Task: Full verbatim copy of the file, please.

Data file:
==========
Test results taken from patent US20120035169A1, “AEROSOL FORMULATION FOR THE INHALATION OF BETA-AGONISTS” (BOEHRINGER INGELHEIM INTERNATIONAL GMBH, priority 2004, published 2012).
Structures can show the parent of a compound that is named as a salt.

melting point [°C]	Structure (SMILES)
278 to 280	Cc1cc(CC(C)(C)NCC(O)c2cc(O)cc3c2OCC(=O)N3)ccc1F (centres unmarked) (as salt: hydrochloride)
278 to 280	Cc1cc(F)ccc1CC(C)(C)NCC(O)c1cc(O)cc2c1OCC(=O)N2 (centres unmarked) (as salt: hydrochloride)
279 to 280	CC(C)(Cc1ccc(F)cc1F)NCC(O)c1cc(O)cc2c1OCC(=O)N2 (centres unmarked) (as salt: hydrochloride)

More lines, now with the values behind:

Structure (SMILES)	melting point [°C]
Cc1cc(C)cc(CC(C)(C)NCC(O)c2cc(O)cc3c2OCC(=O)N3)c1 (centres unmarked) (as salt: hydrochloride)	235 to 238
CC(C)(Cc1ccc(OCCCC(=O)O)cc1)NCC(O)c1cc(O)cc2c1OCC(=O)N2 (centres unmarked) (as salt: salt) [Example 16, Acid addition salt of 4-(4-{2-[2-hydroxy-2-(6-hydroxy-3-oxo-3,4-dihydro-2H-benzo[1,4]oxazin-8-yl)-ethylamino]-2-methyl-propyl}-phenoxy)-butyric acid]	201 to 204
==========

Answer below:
Test results taken from patent US20120035169A1, “AEROSOL FORMULATION FOR THE INHALATION OF BETA-AGONISTS” (BOEHRINGER INGELHEIM INTERNATIONAL GMBH, priority 2004, published 2012).
Structures can show the parent of a compound that is named as a salt.

melting point [°C]	Structure (SMILES)
278 to 280	Cc1cc(CC(C)(C)NCC(O)c2cc(O)cc3c2OCC(=O)N3)ccc1F (centres unmarked) (as salt: hydrochloride)
278 to 280	Cc1cc(F)ccc1CC(C)(C)NCC(O)c1cc(O)cc2c1OCC(=O)N2 (centres unmarked) (as salt: hydrochloride)
279 to 280	CC(C)(Cc1ccc(F)cc1F)NCC(O)c1cc(O)cc2c1OCC(=O)N2 (centres unmarked) (as salt: hydrochloride)

More lines, now with the values behind:

Structure (SMILES)	melting point [°C]
Cc1cc(C)cc(CC(C)(C)NCC(O)c2cc(O)cc3c2OCC(=O)N3)c1 (centres unmarked) (as salt: hydrochloride)	235 to 238
CC(C)(Cc1ccc(OCCCC(=O)O)cc1)NCC(O)c1cc(O)cc2c1OCC(=O)N2 (centres unmarked) (as salt: salt) [Example 16, Acid addition salt of 4-(4-{2-[2-hydroxy-2-(6-hydroxy-3-oxo-3,4-dihydro-2H-benzo[1,4]oxazin-8-yl)-ethylamino]-2-methyl-propyl}-phenoxy)-butyric acid]	201 to 204